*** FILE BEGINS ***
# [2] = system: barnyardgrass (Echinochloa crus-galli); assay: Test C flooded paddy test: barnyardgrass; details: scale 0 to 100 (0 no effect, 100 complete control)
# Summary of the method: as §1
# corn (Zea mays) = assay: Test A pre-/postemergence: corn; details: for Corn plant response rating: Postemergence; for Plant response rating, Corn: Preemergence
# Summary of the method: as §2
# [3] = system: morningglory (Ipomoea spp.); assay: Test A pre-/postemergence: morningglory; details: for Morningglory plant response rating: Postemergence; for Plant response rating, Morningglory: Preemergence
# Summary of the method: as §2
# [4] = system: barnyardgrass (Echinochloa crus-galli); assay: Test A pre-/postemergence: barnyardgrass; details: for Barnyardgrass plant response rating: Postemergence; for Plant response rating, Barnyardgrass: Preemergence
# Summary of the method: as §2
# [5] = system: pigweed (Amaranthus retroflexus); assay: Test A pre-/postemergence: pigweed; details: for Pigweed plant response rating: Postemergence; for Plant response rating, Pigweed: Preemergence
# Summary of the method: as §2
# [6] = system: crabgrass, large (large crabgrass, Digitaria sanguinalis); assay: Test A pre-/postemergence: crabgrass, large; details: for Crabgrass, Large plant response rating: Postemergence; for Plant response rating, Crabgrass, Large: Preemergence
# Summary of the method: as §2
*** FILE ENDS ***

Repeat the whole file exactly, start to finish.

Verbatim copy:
# [2] = system: barnyardgrass (Echinochloa crus-galli); assay: Test C flooded paddy test: barnyardgrass; details: scale 0 to 100 (0 no effect, 100 complete control)
# Summary of the method: as §1
# corn (Zea mays) = assay: Test A pre-/postemergence: corn; details: for Corn plant response rating: Postemergence; for Plant response rating, Corn: Preemergence
# Summary of the method: as §2
# [3] = system: morningglory (Ipomoea spp.); assay: Test A pre-/postemergence: morningglory; details: for Morningglory plant response rating: Postemergence; for Plant response rating, Morningglory: Preemergence
# Summary of the method: as §2
# [4] = system: barnyardgrass (Echinochloa crus-galli); assay: Test A pre-/postemergence: barnyardgrass; details: for Barnyardgrass plant response rating: Postemergence; for Plant response rating, Barnyardgrass: Preemergence
# Summary of the method: as §2
# [5] = system: pigweed (Amaranthus retroflexus); assay: Test A pre-/postemergence: pigweed; details: for Pigweed plant response rating: Postemergence; for Plant response rating, Pigweed: Preemergence
# Summary of the method: as §2
# [6] = system: crabgrass, large (large crabgrass, Digitaria sanguinalis); assay: Test A pre-/postemergence: crabgrass, large; details: for Crabgrass, Large plant response rating: Postemergence; for Plant response rating, Crabgrass, Large: Preemergence
# Summary of the method: as §2